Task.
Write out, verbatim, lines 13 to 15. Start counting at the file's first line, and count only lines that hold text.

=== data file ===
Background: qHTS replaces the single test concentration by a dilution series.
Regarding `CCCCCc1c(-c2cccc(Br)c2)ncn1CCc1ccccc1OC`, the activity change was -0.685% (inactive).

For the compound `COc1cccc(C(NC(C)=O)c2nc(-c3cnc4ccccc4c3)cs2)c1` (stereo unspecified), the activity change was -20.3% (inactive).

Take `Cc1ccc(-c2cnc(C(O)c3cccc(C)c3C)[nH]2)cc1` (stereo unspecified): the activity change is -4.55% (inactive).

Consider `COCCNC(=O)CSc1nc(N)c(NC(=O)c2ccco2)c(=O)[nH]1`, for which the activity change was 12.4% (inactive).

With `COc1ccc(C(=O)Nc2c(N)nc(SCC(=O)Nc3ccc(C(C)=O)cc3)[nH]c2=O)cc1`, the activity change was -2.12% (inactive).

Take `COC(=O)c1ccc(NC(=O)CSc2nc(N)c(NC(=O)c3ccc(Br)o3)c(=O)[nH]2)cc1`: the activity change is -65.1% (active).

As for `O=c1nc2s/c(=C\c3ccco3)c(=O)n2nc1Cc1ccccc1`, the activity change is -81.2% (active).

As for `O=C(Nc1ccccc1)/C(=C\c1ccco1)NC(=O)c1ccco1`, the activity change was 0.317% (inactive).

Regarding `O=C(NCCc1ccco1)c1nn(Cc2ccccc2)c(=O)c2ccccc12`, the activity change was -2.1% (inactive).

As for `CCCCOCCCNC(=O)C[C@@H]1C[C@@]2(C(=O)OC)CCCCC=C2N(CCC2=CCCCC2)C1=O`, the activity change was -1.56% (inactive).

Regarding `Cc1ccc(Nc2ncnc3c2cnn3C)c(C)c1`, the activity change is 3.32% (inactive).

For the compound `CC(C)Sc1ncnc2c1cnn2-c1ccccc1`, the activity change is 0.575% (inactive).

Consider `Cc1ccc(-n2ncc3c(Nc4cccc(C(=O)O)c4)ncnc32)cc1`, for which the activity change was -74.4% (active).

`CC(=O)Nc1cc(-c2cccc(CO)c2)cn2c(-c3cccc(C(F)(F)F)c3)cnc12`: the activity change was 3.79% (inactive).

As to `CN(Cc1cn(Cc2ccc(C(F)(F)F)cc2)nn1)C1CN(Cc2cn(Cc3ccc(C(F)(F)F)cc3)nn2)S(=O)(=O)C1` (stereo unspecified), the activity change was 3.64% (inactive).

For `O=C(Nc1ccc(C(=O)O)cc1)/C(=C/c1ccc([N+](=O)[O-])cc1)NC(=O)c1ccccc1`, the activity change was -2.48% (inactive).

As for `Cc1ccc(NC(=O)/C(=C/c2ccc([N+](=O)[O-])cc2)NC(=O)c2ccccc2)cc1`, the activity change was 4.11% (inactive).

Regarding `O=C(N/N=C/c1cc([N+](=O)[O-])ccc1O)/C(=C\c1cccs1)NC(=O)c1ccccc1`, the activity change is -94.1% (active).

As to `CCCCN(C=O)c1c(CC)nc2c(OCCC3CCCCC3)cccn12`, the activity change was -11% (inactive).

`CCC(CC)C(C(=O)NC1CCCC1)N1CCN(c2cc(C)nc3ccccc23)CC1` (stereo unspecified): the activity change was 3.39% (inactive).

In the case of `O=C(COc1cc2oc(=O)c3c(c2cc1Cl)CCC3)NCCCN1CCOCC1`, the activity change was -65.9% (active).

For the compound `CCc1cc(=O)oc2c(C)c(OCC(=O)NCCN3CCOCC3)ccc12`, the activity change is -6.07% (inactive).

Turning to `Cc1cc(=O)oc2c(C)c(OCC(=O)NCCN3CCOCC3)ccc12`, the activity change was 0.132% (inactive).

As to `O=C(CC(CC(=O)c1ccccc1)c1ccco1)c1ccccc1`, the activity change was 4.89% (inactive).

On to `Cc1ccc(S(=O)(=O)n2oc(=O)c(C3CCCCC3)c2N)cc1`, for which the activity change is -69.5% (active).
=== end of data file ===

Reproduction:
For the compound `CC(C)Sc1ncnc2c1cnn2-c1ccccc1`, the activity change is 0.575% (inactive).

Consider `Cc1ccc(-n2ncc3c(Nc4cccc(C(=O)O)c4)ncnc32)cc1`, for which the activity change was -74.4% (active).

`CC(=O)Nc1cc(-c2cccc(CO)c2)cn2c(-c3cccc(C(F)(F)F)c3)cnc12`: the activity change was 3.79% (inactive).